Thursday, September 1, 2016

Creating a "More Perfect Union"

Once "We the People" had declared our intention to "form a more perfect union," the Constitution needed to describe how that was to be done.  It is the details contained in the following 7 Articles of the Constitution that have both allowed the United States of America to succeed as a democracy and have often proven difficult to implement.  In very brief summary, provided primarily to inspire readers of this blog to review the full text of the Constitution for themselves, here are the 7 Articles.

United States Capitol, west front
Article I:  Section 1 reads, "All legislative Power herein granted shall be vested in a Congress of the United States, which shall consist of a Senate and House of Representatives."  Sec. 2 describes the makeup and powers of the House, and Sec. 3 does the same for the Senate.  Sec. 4 assigns the role of each State in selecting their Senators and Representatives.  Sec. 5 deals with the manner of conducting the business of each house, and Sec. 6 describes compensation, as well as certain privileges from arrest.  Sec. 7 assigns raising Revenue to the House and gives the Senate the power to propose or concur with amendments, and describes the process for passage of bills.  Sec. 8 defines specific powers given Congress, and Sec. 9 lists specific powers excluded.  Sec. 10 specifically limits the powers of States.  

White House, north & south exposures
Article II:  Section 1 deals with the manner of election of the President; Sec. 2 describes the President's powers; and Sec. 3 deals with the President's responsibility to inform and recommend to Congress, receive Ambassadors and Public Ministers, take care that the Laws be faithfully executed, and Commission all the Officers of the United States.  Section 4 addresses grounds for impeachment of not only the President and Vice President but also all civil Officers of the U.S.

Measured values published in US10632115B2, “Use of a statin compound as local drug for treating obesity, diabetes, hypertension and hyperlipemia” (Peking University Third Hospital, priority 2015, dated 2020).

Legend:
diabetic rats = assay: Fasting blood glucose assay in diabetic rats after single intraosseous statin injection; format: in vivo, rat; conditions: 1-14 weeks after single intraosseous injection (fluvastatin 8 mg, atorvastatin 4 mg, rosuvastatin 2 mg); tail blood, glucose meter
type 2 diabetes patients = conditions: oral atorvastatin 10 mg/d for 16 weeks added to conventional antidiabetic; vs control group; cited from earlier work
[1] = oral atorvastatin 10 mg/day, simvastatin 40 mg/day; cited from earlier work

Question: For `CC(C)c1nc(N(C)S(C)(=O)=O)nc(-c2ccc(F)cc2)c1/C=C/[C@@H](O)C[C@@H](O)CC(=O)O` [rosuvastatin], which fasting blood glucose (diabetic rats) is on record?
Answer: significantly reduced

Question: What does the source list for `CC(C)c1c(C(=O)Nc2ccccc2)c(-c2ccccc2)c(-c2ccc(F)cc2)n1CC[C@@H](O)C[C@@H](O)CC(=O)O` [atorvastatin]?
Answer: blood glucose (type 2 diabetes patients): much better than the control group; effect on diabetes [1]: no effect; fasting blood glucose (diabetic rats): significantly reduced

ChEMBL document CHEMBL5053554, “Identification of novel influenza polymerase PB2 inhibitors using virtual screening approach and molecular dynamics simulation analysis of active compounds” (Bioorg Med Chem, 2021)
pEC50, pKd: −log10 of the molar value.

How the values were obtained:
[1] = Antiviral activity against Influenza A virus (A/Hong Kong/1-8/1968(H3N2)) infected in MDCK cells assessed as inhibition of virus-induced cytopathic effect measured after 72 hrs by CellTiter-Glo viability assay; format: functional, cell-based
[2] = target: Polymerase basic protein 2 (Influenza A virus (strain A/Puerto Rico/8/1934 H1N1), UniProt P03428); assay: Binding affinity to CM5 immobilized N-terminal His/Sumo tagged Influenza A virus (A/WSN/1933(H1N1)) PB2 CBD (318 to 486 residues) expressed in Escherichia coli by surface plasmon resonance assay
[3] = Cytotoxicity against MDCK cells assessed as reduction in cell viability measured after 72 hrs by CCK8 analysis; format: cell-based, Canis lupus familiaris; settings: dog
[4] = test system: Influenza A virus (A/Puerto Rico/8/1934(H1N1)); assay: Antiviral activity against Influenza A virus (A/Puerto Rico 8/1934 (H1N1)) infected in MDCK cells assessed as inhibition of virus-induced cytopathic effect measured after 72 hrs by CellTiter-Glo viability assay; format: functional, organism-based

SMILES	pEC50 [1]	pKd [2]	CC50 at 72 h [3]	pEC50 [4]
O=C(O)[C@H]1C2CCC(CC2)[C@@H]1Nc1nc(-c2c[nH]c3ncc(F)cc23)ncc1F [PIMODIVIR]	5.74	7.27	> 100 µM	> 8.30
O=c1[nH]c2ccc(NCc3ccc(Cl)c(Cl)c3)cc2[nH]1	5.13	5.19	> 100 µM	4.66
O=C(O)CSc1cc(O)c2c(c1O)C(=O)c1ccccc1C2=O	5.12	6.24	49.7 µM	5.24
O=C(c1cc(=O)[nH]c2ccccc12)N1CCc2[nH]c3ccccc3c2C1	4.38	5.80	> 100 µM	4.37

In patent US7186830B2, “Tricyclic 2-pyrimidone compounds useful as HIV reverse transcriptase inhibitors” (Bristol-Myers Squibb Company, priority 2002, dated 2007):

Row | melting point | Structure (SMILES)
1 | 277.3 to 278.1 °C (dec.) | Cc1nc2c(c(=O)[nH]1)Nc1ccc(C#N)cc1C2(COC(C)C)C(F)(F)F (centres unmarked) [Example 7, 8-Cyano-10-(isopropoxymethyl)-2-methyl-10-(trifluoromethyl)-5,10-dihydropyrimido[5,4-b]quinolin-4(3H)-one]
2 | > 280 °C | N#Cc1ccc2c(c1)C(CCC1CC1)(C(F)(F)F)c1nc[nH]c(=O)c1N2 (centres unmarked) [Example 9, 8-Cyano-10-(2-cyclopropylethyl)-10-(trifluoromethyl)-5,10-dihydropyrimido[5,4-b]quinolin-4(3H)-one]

Dole Center, Lawrence, KS
Article III:  Section 1 describes not only the Supreme Court but also lower federal courts, and describes judges' tenures as limited only by lack of good behavior; further it deals with compensation of judges.  Sec. 2 describes the nature of cases to be heard, and Sec. 3 deals with Treason.  

Article IV:  As our nation has grown, the number of stars on our flag has increased, and Article IV deals with the relationship of the federal government with the states and their citizens.

Photo credit:  Larry D. Fenwick

Article V:  It was anticipated even as the Constitution was being drafted that there would be the need for Amendments, and Article V provides for that.  The image of me seated beside a granite text of the First Amendment was taken in Philadelphia with Constitution Hall in the background.  

Article VI:  While Article VI consists of 3 paragraphs, they are not enumerated as separate sections.  The first paragraph deals with debts incurred during the Revolutionary period.  The second paragraph imposes on the states recognition of the Constitution, laws, and treaties as the supreme Law of the Land, such that states cannot ignore or amend them.  Finally, Officials of the U.S. and the States shall be bound by Oath or Affirmation, and no religious Test shall ever be required.  

Memorial to Soldiers in Philidelphia
Article VII:  Twelve states--NH, MA, CT, NY, NJ, PA, DE, MD, VA, NC, SC, and GA--were represented among the signers of the Constitution, but Article VII provides that ratification by nine states shall be sufficient for the Establishment of the Constitution.

In conclusion, the risk of offering such a brief summary is that confusion or misimpression may result.  Our Constitution is the treasure at the heart of our nation.  Some of us studied it in school, but full appreciation is difficult for the young.  I hope this blog makes many of you curious to read or re-read our Constitution.  Even in the midst of our busy lives, it is worth setting aside the time.  And, the truth is that such an amazing document is actually very short.

The people's voices are heard through elections, and Isaac B. Werner voted in elections in which the voices of Kansas farmers came together to express the power of the common man.  As the strength of political parties wax and wane, it is the Constitution that holds the nation together.

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